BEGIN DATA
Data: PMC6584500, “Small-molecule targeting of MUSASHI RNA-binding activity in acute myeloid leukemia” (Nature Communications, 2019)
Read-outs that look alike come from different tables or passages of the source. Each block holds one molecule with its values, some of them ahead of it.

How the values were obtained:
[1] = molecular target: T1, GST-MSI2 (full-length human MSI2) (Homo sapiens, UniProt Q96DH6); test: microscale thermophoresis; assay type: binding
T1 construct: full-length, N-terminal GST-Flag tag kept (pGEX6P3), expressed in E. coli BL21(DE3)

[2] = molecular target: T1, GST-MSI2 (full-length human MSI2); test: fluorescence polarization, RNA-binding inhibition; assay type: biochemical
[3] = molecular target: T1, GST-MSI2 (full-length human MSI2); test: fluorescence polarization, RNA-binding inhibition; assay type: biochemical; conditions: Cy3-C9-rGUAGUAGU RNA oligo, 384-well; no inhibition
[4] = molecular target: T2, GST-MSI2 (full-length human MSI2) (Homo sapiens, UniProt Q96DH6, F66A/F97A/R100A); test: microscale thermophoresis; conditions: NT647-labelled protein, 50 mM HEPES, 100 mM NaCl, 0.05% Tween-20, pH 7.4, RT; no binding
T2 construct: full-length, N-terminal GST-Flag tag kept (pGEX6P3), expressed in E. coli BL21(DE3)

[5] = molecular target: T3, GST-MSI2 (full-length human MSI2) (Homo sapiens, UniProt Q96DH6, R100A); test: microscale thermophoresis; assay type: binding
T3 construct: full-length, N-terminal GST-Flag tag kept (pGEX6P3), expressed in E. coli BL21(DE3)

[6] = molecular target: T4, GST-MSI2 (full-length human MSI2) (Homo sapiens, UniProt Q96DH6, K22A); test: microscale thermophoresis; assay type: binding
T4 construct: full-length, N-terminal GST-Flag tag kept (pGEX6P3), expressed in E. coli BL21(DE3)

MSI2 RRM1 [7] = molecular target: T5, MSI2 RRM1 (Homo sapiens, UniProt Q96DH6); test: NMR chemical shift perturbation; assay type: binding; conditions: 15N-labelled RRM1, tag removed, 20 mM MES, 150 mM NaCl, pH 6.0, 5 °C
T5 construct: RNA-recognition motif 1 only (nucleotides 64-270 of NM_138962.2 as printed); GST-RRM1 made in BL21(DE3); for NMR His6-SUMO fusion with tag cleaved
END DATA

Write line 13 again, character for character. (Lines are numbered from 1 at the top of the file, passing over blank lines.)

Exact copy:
T4 construct: full-length, N-terminal GST-Flag tag kept (pGEX6P3), expressed in E. coli BL21(DE3)